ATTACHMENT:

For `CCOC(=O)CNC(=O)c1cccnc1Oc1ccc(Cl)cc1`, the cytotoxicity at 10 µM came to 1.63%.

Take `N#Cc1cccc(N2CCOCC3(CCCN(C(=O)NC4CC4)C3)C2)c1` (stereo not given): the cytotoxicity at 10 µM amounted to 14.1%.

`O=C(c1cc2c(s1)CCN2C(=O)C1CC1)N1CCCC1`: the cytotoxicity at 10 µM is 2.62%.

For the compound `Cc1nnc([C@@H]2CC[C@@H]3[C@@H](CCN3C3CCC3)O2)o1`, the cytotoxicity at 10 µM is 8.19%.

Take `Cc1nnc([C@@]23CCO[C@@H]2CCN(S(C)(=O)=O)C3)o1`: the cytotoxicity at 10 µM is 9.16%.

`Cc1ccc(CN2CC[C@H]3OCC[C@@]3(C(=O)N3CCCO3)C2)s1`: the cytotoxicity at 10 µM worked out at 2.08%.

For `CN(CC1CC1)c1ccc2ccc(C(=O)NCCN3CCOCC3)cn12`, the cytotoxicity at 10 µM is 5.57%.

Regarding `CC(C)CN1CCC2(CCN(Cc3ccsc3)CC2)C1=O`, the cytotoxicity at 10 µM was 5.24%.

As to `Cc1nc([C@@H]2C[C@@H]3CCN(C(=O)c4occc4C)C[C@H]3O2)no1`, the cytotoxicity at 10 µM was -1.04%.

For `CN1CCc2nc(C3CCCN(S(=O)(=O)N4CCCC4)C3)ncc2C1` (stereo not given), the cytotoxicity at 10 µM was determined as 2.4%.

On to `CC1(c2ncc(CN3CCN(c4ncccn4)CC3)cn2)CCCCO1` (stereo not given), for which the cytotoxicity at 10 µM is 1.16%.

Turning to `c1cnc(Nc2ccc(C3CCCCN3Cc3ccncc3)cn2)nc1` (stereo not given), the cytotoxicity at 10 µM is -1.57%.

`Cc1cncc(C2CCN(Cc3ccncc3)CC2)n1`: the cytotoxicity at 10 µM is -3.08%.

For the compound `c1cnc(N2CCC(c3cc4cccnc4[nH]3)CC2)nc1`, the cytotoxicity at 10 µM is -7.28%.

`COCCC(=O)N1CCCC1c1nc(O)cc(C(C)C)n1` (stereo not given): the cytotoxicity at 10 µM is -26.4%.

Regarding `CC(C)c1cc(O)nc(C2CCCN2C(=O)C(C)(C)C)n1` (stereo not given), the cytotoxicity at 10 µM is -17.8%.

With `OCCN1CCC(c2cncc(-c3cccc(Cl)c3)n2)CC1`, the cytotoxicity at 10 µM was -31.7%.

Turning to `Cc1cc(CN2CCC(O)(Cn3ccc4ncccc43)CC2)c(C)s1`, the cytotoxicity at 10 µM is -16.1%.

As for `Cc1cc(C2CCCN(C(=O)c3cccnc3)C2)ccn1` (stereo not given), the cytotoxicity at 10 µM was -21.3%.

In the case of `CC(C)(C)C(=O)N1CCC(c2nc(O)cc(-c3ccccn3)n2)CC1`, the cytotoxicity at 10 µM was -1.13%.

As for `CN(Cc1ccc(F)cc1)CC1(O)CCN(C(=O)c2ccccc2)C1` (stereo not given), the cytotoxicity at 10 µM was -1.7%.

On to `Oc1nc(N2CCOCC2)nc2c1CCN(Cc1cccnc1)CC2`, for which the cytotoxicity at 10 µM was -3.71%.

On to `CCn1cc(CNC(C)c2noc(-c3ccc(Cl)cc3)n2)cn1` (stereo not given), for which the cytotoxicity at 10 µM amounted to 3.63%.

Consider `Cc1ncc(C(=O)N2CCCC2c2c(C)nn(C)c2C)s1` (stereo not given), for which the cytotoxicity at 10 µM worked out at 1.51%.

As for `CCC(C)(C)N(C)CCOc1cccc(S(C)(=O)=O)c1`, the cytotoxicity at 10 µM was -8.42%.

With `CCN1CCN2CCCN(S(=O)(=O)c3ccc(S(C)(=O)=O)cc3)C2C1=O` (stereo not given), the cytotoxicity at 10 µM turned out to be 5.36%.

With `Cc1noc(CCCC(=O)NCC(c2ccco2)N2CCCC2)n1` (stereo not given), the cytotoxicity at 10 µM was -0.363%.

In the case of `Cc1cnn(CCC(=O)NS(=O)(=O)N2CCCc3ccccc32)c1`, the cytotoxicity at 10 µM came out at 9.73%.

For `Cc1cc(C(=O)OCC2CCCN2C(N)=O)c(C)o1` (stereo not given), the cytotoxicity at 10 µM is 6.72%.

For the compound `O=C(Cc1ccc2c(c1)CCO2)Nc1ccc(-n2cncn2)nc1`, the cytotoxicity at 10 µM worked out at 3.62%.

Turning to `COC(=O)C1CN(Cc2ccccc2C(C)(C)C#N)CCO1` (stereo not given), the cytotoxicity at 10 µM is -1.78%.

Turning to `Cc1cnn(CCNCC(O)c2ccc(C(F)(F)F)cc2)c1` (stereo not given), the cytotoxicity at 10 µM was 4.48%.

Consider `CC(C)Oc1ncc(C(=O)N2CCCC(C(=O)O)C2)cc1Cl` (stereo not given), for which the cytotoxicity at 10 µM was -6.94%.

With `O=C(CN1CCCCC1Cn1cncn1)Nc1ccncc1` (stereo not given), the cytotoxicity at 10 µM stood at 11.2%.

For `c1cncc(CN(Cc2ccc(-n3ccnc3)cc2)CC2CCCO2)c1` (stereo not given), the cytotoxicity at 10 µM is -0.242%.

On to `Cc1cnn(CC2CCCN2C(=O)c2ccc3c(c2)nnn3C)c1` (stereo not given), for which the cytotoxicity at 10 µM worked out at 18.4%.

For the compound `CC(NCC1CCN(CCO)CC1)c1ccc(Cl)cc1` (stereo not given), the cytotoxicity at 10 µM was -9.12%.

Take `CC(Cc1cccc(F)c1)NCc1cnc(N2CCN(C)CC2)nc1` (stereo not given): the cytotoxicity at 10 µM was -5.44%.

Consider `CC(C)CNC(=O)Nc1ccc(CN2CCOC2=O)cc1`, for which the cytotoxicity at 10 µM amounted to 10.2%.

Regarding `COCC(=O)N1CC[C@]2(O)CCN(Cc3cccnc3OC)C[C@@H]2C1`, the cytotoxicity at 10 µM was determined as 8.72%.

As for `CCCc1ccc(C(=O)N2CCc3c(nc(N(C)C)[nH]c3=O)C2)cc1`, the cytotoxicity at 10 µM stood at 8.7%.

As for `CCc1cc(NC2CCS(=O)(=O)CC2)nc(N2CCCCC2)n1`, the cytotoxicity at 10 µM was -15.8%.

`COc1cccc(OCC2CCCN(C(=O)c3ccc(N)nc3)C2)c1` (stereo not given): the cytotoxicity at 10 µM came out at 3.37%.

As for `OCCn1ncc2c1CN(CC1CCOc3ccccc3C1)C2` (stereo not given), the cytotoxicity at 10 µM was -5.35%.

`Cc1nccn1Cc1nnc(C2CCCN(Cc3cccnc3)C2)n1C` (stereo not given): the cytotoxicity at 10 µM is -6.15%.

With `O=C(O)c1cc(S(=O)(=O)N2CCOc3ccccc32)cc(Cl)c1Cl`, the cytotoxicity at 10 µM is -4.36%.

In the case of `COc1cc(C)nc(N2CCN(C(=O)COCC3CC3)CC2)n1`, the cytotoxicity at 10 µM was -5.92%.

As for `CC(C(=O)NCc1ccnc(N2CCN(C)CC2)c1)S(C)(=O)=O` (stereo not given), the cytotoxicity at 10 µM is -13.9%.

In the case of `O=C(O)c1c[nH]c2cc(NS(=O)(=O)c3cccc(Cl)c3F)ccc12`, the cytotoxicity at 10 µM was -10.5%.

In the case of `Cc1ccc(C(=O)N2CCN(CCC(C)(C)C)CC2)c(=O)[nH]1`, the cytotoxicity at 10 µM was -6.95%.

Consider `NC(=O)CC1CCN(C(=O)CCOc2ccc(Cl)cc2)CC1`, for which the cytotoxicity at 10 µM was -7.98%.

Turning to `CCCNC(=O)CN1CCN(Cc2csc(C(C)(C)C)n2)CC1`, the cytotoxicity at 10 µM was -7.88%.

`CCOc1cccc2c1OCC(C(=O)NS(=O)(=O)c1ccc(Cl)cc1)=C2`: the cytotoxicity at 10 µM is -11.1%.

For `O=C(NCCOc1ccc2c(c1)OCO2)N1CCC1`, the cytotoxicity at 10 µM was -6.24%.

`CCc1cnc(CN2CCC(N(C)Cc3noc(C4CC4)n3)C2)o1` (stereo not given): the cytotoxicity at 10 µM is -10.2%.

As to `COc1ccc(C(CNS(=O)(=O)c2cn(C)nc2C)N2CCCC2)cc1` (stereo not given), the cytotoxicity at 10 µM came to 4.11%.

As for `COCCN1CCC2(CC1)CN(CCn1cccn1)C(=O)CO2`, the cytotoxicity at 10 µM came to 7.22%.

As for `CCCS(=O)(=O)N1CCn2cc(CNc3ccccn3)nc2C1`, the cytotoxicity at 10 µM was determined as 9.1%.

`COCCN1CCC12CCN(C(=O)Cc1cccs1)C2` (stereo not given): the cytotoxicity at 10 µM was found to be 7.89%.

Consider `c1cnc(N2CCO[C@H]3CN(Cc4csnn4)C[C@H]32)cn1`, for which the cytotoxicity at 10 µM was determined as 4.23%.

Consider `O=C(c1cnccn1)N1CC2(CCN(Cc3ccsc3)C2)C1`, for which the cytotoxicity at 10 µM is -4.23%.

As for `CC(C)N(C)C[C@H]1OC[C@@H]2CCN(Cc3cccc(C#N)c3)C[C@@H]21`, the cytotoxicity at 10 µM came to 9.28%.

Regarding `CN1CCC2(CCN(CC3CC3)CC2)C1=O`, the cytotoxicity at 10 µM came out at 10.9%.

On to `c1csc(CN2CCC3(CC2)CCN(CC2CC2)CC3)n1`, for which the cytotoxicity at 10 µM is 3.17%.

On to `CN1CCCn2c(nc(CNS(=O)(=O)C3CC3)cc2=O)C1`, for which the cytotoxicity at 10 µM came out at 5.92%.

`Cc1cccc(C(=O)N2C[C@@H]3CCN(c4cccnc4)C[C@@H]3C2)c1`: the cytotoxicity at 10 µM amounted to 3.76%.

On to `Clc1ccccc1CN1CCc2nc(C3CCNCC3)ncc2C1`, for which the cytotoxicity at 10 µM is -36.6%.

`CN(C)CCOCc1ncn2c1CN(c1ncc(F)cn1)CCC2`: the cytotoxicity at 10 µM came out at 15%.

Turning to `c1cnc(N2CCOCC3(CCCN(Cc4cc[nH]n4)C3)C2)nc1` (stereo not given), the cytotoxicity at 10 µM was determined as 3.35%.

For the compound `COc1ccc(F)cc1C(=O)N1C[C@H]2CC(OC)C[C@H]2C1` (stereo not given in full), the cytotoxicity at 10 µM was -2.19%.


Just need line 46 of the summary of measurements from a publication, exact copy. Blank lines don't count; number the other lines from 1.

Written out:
With `O=C(O)c1cc(S(=O)(=O)N2CCOc3ccccc32)cc(Cl)c1Cl`, the cytotoxicity at 10 µM is -4.36%.